Poor Vendor Performance

Topics: Service level agreement, Management, Business Pages: 11 (2847 words) Published: May 4, 2013

The relationship and performance of a vendor within a business is key to supporting the business and IT strategy. The use of vendors allows organisations to outsource non-core business functionalities in order to focus on the bigger picture of the organisation. Along with the use of vendors, comes a crucial aspect of managing vendors and measuring and monitoring their performance. There are various methods used to do this including, key performance indicators and Service Level Agreements (SLAs), but the most significant factor in monitoring and measuring performance in two-way communication between the customer and the vendor. Poor performance can lead to corrective action, and will go through a 3-step process of identifying the problem, putting an action plan in place and lastly (if needed) to go back out to market to find a replacement vendor.


A vendor or supplier is a key component in most organisations as they allow non-core business functionalities to be outsourced to those suppliers across the world. This may be a part of a business strategy to reduce business costs and enhanced business services to key clients. The governance of a vendor is extremely important in this regard as to avoid potential service level failures, financial loss and business risk.

Vendor performance is a measurable performance of the vendor in delivering a service, product or agreed objective at the mutually agreed level of satisfaction. Thus poor vendor performance is the failure to meet the set standard by the supplier’s customer, which in turn has significant effects on the customer’s business.

Although it may seem unlikely to have a risk factor of zero, there are still processes and steps that can be taken to mitigate those risks and provide a cost effectively management of suppliers.



Performance management and measurement is important for any business, not only as an indication of quality assurance but also as report for better business decisions and relationships. The following benefits of measuring and monitoring vendor performance are outlined below.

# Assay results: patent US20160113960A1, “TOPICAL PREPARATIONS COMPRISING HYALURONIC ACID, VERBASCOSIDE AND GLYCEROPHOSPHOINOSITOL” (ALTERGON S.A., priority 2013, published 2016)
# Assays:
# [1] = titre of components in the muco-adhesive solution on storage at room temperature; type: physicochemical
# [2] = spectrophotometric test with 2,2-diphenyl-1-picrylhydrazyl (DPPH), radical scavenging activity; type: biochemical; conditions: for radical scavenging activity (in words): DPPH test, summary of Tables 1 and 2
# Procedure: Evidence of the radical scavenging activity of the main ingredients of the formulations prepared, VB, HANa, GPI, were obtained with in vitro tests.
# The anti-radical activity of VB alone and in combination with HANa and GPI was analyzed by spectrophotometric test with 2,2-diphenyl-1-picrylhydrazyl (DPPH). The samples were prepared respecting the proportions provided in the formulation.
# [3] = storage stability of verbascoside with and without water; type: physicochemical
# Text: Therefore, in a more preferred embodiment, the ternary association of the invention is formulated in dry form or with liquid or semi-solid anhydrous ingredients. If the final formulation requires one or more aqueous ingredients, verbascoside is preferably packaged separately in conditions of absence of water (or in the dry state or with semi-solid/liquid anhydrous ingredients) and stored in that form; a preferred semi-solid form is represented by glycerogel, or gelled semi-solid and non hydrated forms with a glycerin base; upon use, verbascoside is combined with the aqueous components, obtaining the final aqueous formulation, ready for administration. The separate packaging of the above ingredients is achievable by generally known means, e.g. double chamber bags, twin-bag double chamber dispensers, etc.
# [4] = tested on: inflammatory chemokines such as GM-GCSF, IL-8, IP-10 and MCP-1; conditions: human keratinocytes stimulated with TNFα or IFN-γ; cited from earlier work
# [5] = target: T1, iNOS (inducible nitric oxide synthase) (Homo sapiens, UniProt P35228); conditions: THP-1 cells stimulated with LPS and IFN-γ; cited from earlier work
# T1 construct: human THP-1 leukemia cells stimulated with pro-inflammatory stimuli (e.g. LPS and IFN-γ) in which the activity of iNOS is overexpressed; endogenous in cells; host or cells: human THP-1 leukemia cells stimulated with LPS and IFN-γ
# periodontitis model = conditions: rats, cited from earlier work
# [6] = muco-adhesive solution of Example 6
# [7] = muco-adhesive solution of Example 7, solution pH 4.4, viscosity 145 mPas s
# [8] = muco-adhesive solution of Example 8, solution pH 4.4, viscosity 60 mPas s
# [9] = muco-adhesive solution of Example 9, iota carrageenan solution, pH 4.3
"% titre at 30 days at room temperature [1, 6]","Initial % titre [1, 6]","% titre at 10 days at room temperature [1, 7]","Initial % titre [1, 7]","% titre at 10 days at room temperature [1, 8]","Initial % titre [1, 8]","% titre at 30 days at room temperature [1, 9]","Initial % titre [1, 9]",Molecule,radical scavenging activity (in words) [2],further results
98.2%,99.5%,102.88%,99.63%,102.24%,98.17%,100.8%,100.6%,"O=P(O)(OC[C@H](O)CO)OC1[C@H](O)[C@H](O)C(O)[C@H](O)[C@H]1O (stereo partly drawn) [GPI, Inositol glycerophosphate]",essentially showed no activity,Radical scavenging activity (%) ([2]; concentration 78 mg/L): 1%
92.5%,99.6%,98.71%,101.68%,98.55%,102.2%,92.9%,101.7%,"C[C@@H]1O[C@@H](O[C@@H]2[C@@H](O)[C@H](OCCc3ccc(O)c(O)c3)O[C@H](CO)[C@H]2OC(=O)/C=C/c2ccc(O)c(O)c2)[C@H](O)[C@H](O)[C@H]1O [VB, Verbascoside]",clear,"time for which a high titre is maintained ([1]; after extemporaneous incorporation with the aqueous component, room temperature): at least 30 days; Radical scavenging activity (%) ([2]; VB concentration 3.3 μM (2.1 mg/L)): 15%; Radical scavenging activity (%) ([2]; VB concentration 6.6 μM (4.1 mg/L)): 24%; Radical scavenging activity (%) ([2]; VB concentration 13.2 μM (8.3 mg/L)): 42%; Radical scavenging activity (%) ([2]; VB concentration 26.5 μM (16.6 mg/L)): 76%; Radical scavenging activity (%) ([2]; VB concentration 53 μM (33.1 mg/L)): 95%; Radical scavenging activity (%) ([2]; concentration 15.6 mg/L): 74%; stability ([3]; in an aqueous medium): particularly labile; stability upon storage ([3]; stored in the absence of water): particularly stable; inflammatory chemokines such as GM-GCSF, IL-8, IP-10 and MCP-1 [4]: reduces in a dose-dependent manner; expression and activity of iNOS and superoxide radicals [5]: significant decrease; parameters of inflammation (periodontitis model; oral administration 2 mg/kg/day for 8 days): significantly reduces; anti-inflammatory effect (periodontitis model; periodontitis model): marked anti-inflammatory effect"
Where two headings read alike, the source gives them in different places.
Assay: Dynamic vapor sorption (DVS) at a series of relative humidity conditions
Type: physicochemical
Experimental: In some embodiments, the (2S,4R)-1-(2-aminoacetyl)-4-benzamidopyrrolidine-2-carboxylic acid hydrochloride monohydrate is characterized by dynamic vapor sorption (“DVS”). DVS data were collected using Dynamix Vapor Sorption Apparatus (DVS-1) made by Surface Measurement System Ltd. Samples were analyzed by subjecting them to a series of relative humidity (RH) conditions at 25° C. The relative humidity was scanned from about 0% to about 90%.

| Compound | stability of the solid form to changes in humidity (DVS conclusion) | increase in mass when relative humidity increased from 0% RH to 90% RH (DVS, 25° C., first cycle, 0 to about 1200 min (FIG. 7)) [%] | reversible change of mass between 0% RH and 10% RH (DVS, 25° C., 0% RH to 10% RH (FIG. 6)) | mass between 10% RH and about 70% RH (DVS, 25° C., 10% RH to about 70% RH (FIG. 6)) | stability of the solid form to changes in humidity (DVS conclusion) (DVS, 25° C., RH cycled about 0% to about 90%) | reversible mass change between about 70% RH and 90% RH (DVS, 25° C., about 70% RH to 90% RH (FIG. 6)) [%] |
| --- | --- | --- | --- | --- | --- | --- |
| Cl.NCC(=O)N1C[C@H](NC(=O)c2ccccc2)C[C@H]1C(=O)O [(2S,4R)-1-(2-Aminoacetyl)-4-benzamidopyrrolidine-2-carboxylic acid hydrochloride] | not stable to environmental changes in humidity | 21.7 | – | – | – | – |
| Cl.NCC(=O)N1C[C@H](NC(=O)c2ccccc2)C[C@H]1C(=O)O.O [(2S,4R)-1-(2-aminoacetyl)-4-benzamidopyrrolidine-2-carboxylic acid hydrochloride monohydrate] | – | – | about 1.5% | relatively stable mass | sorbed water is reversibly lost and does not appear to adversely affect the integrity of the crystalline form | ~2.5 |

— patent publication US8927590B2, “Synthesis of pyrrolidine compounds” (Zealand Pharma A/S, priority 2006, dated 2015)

Avoid costly supply disruptions and mitigate risk

One of the main benefits of vendor management is being able to avoid costly disputes or disruptions to the supply chain and business as usual. In governing vendors, any risk of poor performance, inability to deliver a service or a product, the possibility of defects and environmental or safety issues can be detected early and implementation of corrective action can reduce the likelihood of problems occurring. This benefit is quantifiable; i.e. if an organisation knows there are usually about 50 supply disruptions a year that average $100,000 dollars each, the monetary benefit of preventing these disruptions would equate to millions of dollars each year.

Increase performance visibility and supplier performance
The performance of a supplier is not always known and based on guesses, thus a defined evaluation process will need to be put in place to measure performance of the vendors. Additionally, the act of measuring performance can improve performance and place expectations on suppliers to perform to a certain standard. Further improvements can be made when businesses award and engage further business with suppliers on the basis of meeting performance expectations – not only does the customer win, but also the vendor.

Align customer and supplier business practices

One objective of vendor management is building a stronger customer-supplier relationship in aligning the same business ethics, expectations in standard of quality and commitment to the end result. The best relationships are those that share the same business goal and thus both organisations can work towards the same end. This forms a better communication process as there is a common understanding in what is...

References: Supper Performance Measurement and Management Solution – Metric Stream, 2013, viewed 13 April 2013
New South Wales Corporate Services Reform Team, 1999. Service Level Agreements: guidelines for public sector organisations, viewed 13 April 2013
2007. How Cisco IT Improved Strategic Vendor Management, viewed 18 April 2013,
Aberdeen Group, 2005. The Supplier Performance Measurement Benchmark Report, viewed 14 April
The IMPACT Programme, 2005. IT Governance: Developing a successful governance strategy, The National Computing Centre, UK, viewed 12 April 2013
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